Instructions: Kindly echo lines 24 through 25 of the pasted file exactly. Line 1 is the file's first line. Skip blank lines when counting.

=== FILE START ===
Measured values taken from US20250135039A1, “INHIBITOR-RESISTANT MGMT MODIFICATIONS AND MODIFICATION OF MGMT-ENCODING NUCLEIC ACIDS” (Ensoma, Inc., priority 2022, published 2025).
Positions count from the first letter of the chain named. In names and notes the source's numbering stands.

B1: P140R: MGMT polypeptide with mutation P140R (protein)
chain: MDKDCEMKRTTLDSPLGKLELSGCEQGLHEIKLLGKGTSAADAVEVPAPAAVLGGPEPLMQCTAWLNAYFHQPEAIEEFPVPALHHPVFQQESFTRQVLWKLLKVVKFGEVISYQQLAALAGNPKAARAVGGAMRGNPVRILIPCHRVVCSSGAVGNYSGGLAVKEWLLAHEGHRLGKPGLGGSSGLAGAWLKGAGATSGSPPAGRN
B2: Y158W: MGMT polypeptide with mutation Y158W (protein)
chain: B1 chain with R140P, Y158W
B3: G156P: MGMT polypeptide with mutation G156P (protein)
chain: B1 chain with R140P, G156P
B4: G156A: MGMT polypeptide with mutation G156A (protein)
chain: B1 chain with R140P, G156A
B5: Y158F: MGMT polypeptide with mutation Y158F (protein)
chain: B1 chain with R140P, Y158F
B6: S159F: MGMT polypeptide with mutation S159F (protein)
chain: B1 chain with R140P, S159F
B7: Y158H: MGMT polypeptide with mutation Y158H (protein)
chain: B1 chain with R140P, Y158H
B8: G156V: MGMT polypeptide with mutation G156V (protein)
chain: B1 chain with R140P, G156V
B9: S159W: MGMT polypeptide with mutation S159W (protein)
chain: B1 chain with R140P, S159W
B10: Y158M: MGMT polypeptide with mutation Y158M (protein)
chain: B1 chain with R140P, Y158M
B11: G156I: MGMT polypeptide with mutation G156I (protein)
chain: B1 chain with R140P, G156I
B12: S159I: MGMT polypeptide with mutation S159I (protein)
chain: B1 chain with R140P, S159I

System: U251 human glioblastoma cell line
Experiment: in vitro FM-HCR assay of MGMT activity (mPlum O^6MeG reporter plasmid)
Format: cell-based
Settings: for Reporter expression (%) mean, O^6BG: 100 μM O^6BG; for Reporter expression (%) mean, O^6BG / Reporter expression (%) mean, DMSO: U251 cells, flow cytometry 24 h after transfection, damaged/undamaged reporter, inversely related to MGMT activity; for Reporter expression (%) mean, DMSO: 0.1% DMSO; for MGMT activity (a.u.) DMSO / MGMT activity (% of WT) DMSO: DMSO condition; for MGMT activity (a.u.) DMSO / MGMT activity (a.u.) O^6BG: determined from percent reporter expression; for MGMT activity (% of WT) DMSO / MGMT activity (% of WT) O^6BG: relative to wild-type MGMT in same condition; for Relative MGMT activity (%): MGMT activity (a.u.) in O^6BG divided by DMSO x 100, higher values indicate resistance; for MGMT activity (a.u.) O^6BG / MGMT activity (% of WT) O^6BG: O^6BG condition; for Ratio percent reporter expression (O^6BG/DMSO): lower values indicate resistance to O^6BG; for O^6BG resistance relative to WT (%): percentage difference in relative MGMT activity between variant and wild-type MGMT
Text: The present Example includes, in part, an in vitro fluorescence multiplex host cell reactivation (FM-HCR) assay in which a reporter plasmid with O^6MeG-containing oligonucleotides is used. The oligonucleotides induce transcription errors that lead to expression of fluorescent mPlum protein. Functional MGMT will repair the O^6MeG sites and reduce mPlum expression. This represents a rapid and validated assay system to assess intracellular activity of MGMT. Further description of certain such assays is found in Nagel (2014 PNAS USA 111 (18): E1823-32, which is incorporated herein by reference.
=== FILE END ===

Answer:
chain: B1 chain with R140P, G156I
B12: S159I: MGMT polypeptide with mutation S159I (protein)